Democratic South Africa’s political path has been relatively easy to navigate, up until November 2021, says BNP Paribas analyst Nic Borain. However, the significant upset for the ANC in the 2021 local elections has brought even the surest of bets into question.
According to Borain, the governing African National Congress has always been the dominant political party, with an outright majority that makes it easy to predict where policy direction would go long before it even makes its way to parliament to be voted on.
“The important debates about policy were won or lost in party and alliance structures well before those decisions were voted on in parliament,” Borain said.
While the ANC’s internal debates have been less predictable, Boarian said that 20 years of analysis has laid out a broad modus operandi for the party.
“The ANC tends to ‘talk left but walk right’. The party would leak, suggest or otherwise let it be known that it might embark on a radical shift in policy. After the (subsequent) crisis, the ANC would settle on levels that were milder and acceptable to investors,” he said.
These two ‘certainties’ – the ANC in control, and how it does things – have made it easier for analysts, economists, and investors to navigate the often complex sociopolitical landscape in South Africa over the last two decades.
But things are beginning to change, creating an air of uncertainty for what comes next.
ANC in decline
The 2021 municipal election results were a big shock for South Africa’s political landscape, seeing the ANC drop below 50% for the first time since the dawn of democracy.
The party slipped to an unprecedented 45.06% of the poll in the local elections, which Borain said presages a time when predicting policy changes in South Africa will require more than simply following ANC and alliance policy debates.
Investors and analysts will now need to look beyond the ANC, and also cast an eye to the factious and volatile alliances juggled by the opposition parties. This presents a new age of unpredictability in the country’s political space.
“We have already seen a harbinger of this unpredictability at the centre of national politics in the ANC’s failure to get the two-thirds majority by failing to get EFF support to change the constitution in mid-December,” he said.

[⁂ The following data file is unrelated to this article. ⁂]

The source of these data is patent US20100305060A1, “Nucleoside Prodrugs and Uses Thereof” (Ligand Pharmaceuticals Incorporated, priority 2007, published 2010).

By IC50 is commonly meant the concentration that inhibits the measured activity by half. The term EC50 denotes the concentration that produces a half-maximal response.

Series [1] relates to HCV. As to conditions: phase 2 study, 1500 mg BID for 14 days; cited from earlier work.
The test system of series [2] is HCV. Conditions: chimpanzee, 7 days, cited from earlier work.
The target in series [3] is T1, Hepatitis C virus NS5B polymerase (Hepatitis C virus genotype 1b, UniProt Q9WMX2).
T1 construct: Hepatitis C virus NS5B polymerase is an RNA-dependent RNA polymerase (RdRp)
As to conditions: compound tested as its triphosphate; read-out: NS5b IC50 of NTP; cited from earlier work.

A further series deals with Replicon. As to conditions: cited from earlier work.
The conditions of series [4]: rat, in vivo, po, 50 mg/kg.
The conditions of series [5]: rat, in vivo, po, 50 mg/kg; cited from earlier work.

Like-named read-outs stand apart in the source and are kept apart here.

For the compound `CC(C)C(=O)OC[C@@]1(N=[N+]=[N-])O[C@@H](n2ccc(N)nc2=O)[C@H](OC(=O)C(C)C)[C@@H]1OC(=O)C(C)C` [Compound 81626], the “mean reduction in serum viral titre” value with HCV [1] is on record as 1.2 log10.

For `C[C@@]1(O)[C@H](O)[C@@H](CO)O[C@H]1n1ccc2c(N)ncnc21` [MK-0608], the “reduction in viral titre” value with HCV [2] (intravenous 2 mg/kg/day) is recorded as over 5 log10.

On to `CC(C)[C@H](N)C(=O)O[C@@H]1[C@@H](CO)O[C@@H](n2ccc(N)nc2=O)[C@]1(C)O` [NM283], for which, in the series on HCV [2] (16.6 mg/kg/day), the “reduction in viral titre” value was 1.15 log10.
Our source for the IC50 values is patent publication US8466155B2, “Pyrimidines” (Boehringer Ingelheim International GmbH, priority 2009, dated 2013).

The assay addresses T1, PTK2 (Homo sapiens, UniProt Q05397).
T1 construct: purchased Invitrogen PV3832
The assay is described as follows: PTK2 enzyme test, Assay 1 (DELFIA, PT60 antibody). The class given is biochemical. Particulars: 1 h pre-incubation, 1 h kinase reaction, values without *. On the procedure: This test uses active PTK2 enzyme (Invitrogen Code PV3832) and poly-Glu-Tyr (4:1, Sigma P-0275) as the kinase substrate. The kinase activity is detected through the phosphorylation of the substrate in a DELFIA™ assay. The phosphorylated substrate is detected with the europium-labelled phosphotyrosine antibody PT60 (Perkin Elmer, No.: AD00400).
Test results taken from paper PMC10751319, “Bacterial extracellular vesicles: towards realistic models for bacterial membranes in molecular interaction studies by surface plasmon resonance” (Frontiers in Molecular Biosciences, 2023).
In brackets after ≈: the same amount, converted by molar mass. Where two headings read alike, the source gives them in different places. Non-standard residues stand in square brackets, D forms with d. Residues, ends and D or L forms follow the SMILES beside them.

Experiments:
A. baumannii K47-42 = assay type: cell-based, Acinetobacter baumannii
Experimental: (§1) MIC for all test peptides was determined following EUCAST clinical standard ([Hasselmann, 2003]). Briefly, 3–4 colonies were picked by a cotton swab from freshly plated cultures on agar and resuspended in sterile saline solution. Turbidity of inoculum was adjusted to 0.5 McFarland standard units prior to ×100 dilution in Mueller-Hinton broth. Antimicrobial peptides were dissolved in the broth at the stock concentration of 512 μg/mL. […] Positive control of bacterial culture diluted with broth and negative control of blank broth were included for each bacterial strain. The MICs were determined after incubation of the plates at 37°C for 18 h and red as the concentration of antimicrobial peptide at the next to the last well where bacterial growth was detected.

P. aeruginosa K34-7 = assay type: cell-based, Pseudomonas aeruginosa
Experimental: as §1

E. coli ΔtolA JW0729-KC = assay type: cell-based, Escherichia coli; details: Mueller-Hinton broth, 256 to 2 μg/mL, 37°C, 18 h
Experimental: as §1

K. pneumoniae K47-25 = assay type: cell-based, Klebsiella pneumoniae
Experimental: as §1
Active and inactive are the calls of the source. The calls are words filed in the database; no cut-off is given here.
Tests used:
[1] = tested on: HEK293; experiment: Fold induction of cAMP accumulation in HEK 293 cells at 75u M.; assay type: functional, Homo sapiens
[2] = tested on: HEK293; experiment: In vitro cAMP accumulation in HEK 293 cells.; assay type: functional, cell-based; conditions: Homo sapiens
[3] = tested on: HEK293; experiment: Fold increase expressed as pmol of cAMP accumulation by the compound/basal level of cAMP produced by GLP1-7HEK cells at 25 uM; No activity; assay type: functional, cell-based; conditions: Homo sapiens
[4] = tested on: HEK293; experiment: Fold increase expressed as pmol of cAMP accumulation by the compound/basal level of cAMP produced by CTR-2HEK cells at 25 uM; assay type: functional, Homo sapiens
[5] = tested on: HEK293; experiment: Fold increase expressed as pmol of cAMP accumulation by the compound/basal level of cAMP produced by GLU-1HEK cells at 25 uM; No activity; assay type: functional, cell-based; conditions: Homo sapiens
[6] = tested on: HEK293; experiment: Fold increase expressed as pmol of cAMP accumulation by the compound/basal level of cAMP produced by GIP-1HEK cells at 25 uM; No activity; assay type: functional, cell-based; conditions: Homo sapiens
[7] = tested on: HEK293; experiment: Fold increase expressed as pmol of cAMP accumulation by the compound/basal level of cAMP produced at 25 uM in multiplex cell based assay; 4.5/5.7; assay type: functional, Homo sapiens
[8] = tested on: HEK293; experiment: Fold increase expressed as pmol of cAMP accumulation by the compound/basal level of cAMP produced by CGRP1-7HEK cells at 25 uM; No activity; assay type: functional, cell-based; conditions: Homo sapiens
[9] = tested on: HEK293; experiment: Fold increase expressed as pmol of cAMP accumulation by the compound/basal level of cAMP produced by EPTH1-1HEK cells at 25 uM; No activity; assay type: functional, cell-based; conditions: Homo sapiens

In 2004, the ANC won 279 of 400 seats in the national assembly with 69.39% of the vote. It could have easily achieved the required two-thirds majority on its own in the national and provincial elections.
“The ANC’s share of the vote has been slipping ever since, however. This weakening at the polls suggests that the ANC’s previously strong influence on the general populace is waning – an observation reinforced by the extensive riots and looting that occurred in July 2021,” Borain said.
“It is becoming clearer that the extent of internal ANC conflict over both ideological matters as well as about power and the opportunity to be first in line to extract rent from state and semi-state procurements make policy-making and implementation more uncertain than we had assumed.”
While the shift presented by the 2021 local elections heralds changes to come, they will not be immediate.
Between the 2021 local elections and the 2024 national elections, the ANC needs to navigate its conference in December, where it will elect leadership to take it through to the next election.
Polling indicates that ANC president Cyril Ramaphosa remains the most popular leader in the party, and is more popular than the ANC overall.
“If president Ramaphosa gets strong backing from the national conference and once and for all pushes his enemies to the edge of the party, he will be able to act far more decisively in his second term as ANC president and country president if the ANC wins or builds a majority alliance in 2024, in our view,” Borain said.
However, for Ramaphosa and the ANC to recover from the setbacks of the second half of 2021, growth must be evident, he said.
“So to a discernible improvement in infrastructure, an improvement in living conditions for the majority population and external investment in projects – like renewables – where investors feel satisfied with the stability of the legal and regulatory framework.”
“We see some upside possibilities here, but he will only have about 15 months between the conference and the elections, and many of the policy changes that will be required remain controversial in the ANC and its trade union allies,” Borain said.
The analyst said that it is impossible to predict how the 2024 elections will go, but historically the ANC underperforms in the local elections by approximately 6.5 percentage points versus the national elections, pointing to a potential 50%+ result for the party in 2024.
Voter turnouts have slowly been declining over the last decade or so, however – which is a major factor in these results. Despite this, national elections tend to draw a larger voter crowd, and more money gets pumped into electioneering and campaigning, he said.